6) Noel Streatfeild – 10 books

I did ballet as a little girl until I was seven when the teacher was so horrible that I just couldn’t bear going any more.  Still, my mother made friends with the grandmother of one of my friends and that friendship lasted twenty years until that lovely lady’s death in October of last year.  When I started reading Ballet Shoes, my dancing career was therefore already at an end and I ploughed my way through anything and everything else that I could find written by her.  Only last week I managed to get hold of The Growing Summer, a book I have been searching for since I was ten.  That’s sixteen years folks.  Her books always have such a very warm heart and they do keep a foot in the real world – the Fossil sisters struggle to afford smart clothes, the Forbes children worry about rationing and Margaret Thursday battles against the petty corruption of the orphanage where she lives.  Her writing is beautiful.

7) C. S. Lewis – 10 books

I have had a real renaissance with C.S. Lewis over the past few years as I discovered Mere Christianity and The Four Loves.  He is a Christian author but I think that the Narnia series is unfairly dismissed as a mere propaganda exercise.  I remember howling with laughter over the antics of Puddleglum the Marshwiggle, a character who makes Marvin the Paranoid Android look like a reckless optimist, there was also Reepicheep and Mr Tumnus and so many other fantastic characters.  C.S. Lewis has a wonderful and warm sense of humour and the world he creates is beautiful.  That being said, his essays in Mere Christianity and similar are also intelligent without being patronising – he always just comes across as a lovely human being.

8) Laura Ingalls Wilder – 9 books

Brian Jacques technically slots in here too but I actually got a fair few of his books out of the library so it doesn’t count.  I have shared my thoughts on the Little House series before, I think they’re a wonderful artefact of life on the frontier and Laura herself is a passionate and remarkable heroine.  I have read them and reread them and each time I fall in love all over again.

9) JK Rowling – 11 books

How do I own eleven?  Easy – I own all seven of the Harry Potter core series then also The Tales of Beedle the Bard, Fantastic Beasts and Where to Find Them, Quidditch Through the Ages and most recently The Cuckoo’s Calling.  I actually really want to read The Silkworm but can’t quite justify a hardback at the moment.  I was a very serious Harry Potter fan back in the day … that being said, when my mother got me a cushion with Harry Potter’s face on it, straight away I felt that was Too Much.  I kept the cushion for several years on my sofa but it remained Face Down at all times.  I think J.K. Rowling is a gifted descriptive writer and that she has an excellent eye for a story, I also think she is an impressive humanitarian and an impressive role model so it annoys me when she takes so much stick for nothing other than having the temerity to be successful.  I will buy more Rowling books – I think there is a lot more to be seen here.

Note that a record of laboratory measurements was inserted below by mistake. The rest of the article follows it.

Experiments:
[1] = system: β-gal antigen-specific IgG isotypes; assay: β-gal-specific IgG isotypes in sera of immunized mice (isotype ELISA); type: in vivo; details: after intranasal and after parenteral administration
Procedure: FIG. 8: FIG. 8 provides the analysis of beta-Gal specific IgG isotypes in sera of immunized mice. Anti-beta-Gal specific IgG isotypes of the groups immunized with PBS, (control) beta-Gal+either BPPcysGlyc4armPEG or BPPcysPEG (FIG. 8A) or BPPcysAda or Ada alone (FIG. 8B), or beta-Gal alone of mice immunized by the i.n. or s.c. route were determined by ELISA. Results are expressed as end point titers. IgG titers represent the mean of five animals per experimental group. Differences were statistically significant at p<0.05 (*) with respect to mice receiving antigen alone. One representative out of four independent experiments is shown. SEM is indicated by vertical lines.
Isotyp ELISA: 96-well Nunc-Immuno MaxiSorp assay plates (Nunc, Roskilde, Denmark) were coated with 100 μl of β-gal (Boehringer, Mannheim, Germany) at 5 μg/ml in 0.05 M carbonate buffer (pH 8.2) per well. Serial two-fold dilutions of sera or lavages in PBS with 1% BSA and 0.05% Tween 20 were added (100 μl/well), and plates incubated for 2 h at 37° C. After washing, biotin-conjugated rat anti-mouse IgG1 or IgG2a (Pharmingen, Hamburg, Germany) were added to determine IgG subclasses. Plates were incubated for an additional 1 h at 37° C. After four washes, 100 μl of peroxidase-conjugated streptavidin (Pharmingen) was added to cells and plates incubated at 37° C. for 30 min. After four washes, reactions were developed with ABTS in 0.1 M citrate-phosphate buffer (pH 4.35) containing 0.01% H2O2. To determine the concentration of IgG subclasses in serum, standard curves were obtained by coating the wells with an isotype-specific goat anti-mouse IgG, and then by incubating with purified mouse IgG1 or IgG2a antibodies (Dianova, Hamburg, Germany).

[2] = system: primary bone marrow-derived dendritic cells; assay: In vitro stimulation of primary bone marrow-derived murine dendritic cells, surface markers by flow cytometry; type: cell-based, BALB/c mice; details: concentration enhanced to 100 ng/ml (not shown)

10) Richmal Crompton – 9 books (approx)

I steamed through Just William and its sequels as a child, I borrowed them, I found them in charity shops and even now they still make me laugh.  When Radio 4 puts on a Martin Jarvis audio version, that is must-listen-to radio.  William is one of those rare heroes like Sherlock Holmes who adapts to every situation in his own unique style.  Always well-intentioned, his mishaps and adventures are the stuff of legend and every volume provides guaranteed hilarity – it doesn’t matter how many you own, it is not enough.

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6 thoughts on “Top Ten Authors I Own The Most Books From

  1. What an interesting list! But.. for me because it reminds either how much older I am or younger you are! You still have so many books to read – despite getting through so many!
    My own list would be an odd mixture in some ways – nearly everything by Ian McEwan, everything by Carole Shields (except the one she is most famous for!), everything by Arthur Ransome, almost everything by Donna Leon, most of George Orwell (fiction and non-fiction.)

  2. Thank you – I found it interesting how most of the top ten were authors I was passionate about when I was younger – I think I read far more diversely now and don't stick to one genre so don't have the same kind of coverage. Looking forward to your list 🙂

  3. This list made me feel fairly old – a lot of the main authors are ones that I was keen on as a child. I don't think that I "follow" authors in quite the same way. I can be excited for a new release but very few of my favourite authors have the same kind of production line approach to Richmal Crompton or similar. It makes me happy to know that I have many books to get through yet 🙂